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Finding and developing new local suppliers can be a challenge for any business, particularly for small and medium enterprises (SMEs). However, this process is crucial for a business to grow and expand its reach. According to Kyle Ballard, head of accelerators at BMA, a business accelerator programme can be a valuable tool to help businesses find and develop their future local suppliers.
“If designed using a tested methodology, a Business Accelerator programme should be able to find and develop your future, local suppliers, whilst simultaneously optimising B-BBEE outcomes. It must be able to identify high potential, committed suppliers, connect them with customers and unlock clear, scalable commercial opportunities through robust upgrading interventions,” Ballard said.
There are several key differentiators that a leading industrial enterprise should consider when selecting a business accelerator programme, according to Ballard.
The first is that the accelerator should seek to understand the customer’s needs, and then deliver on those requirements.
This approach is distinct from other SME development programmes that seek to identify what is deemed to be a “good business” without clarity on what the ultimate customer wants.
The accelerator should also be structured to identify high-quality SMEs who are prepared to demonstrate their potential to customers, rather than simply identifying SMEs needing support. The programme should efficiently screen a large volume of applicants, identify high-potential candidates, and support them to put their best foot forward. The customers should ultimately select the SMEs.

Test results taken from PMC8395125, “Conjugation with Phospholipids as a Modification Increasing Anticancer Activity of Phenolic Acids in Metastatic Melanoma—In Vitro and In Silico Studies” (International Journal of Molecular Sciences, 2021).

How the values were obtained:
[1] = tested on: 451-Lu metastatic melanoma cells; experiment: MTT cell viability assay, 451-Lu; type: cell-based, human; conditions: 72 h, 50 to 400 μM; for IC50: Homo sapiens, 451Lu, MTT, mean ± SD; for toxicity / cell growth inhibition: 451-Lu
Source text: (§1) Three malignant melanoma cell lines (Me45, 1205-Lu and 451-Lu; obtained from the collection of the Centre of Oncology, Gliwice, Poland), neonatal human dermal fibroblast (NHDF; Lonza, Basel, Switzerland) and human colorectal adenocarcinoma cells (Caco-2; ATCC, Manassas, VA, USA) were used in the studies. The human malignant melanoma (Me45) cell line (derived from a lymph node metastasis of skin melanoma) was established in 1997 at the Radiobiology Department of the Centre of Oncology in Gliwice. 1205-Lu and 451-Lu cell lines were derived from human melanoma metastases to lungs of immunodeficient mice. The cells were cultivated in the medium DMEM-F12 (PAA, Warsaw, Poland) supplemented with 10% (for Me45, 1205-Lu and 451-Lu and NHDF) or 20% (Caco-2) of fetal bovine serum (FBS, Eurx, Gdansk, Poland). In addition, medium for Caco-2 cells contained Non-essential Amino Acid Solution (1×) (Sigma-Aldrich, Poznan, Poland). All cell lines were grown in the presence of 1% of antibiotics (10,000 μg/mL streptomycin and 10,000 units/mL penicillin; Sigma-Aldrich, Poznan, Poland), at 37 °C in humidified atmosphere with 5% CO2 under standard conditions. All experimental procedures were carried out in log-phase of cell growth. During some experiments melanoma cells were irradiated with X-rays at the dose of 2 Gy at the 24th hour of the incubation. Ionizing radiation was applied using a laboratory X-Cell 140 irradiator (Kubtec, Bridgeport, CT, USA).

A business accelerator should also customise upgrading based on the nature of the identified commercial opportunity, bridging the often-challenging gap between high-potential enterprises and purchase orders being placed. The programme should maximise B-BBEE spend within the value chain, directing B-BBEE spend towards capacitating and aligning a lead enterprise’s value chain to directly support its growth strategy.
One example of a successful business accelerator programme is the Durban Chemicals Cluster (DCC) Accelerator, which since 2019 has successfully unlocked 33 new commercial commitments between leading corporates and SMEs, creating over 150 new jobs and adding up to more than R24.5 million in new revenue.
Another example is the KwaZulu-Natal Clothing & Textile Custer Accelerator, which has unlocked 14 new commercial commitments between leading retailers in the local clothing and textile sector, resulting in over R10.4 million in new revenue and creating over 120 new jobs.
“Companies operating in South Africa’s chemical sector are always on the lookout for high potential SMMEs to work with, and the DCC Accelerator makes it so easy to identify potential partners. We’ve met some high-calibre talent with brilliant business cases through the Accelerator,” said Rudi van Niekerk, regional general manager of H&R Africa.
“It’s been an unbelievable experience to see the calibre of local supply, the potential opportunities, and how Mr Price can partner with these SMEs for future growth and reach our localisation targets,” shared Paulina Urban, sourcing director at Mr Price Sport.
- Lead enterprises and other stakeholders interested in partnering with the Accelerator can visit https://bmanalysts.com/our-services/accelerators/ or contact Accelerators@bmanalysts.com for more information.